- Conflict. Once you’ve chosen a key character, hook your readers’ attention and make people feel connected to your story by telling them about your experience. For example: What made you start the company? What obstacles did you face? What lessons did you learn from this experience? What errors have you made?
- Resolution. Make sure you place your characters and conflict into the right context in your story and leave your subscribers with a resolution — a clear call-to-action to follow. For example: What will readers achieve using your products? How will they benefit from the collaboration with you?
Now let’s see which approaches you can use to make the stories work for your email.
Use this kind of storytelling to present the main events of your story in the logical order as they happened. In this approach, the narrator is usually in full control of the story and the reader doesn’t interfere with its flow.
The Hustle, for example, used this kind of storytelling in their welcome email. The company’s CEO told a story to introduce the team to the subscriber in a light and witty way which is fun to read.
Linear interactive storytelling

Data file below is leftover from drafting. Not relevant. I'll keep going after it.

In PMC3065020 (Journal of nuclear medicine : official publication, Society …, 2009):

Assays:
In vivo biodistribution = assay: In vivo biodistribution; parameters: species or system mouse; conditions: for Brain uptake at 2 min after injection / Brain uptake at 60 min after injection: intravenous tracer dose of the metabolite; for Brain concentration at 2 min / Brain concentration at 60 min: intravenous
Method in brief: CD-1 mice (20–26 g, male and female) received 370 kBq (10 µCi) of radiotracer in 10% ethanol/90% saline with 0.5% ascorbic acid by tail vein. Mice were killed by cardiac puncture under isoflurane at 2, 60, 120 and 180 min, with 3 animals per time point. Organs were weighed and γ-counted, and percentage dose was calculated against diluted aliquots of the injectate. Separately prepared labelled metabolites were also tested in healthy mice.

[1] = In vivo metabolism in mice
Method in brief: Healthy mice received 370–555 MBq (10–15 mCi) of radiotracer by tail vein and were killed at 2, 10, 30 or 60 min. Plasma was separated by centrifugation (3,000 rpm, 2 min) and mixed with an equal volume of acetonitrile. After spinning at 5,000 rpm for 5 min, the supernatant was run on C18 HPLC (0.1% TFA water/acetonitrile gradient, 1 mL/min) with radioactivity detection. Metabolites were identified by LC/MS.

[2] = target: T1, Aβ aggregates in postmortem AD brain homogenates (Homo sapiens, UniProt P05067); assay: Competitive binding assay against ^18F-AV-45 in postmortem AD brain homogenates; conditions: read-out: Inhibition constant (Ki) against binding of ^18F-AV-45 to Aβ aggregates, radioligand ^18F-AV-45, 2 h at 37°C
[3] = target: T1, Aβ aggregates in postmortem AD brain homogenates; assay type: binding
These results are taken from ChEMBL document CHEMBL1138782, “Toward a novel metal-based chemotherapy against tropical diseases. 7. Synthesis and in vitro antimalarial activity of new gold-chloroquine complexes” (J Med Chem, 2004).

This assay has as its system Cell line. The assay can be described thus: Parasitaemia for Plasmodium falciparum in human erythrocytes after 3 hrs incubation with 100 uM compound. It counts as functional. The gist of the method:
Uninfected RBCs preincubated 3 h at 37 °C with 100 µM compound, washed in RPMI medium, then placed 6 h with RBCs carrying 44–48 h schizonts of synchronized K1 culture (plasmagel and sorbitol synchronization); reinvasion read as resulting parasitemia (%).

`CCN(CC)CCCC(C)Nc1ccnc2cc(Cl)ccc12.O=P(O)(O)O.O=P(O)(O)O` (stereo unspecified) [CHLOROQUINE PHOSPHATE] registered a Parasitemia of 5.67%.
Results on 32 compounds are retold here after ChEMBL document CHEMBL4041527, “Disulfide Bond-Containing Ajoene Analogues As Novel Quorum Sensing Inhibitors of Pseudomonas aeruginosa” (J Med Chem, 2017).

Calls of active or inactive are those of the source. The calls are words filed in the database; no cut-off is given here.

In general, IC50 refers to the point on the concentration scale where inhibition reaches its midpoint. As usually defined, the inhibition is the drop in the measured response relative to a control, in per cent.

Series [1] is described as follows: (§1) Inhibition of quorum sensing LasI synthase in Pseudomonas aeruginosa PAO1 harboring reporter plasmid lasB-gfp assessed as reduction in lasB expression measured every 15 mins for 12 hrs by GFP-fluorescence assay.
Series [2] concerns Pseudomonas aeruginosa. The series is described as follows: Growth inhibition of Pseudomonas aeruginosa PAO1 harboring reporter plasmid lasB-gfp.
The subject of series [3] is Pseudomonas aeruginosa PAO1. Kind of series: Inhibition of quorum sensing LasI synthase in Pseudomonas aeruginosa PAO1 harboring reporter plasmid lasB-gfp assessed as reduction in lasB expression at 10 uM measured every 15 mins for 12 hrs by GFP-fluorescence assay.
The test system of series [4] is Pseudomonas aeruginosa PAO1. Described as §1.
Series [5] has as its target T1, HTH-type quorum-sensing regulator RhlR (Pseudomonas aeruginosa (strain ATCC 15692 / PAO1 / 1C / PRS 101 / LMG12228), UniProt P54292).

This approach gives readers more control over the story flow, as they can interact with certain parts of the email content. To use interactive storytelling in email marketing, think of linking text or images to landing pages on your website.
For instance, in their welcome email, Lush revealed their unique features and key principles by informing readers that the ingredients the brand uses are fresh and environmentally-friendly, while the products are hand-made and not animal tested. Subscribers can decide themselves whether or not to proceed to the Lush website for further information they are interested in.
Interactive storytelling with multiple options
This storytelling method requires various story endings depending on the options the reader chooses. Such approach speaks to the user’s interests and derives their curiosity to reveal the ending of the story.
When it comes to such approach in storytelling, Loft is a good example to draw inspiration from:
A click on the CTA button leads a user to a dedicated webpage where they can select their horoscope sign and view a weekly, monthly, or yearly horoscope.
Email storytelling examples
And now let’s take a look at the types of stories you may use in your email marketing practice accompanied by the best examples from our inbox.
Let your existing customers do the talking and share their feedback on using your products or services. Alternatively, you can boast of your company’s achievements yourself.
That is what Patagonia did in one of their emails. The company shared the success story of one of their products, the Micro Puff hoody.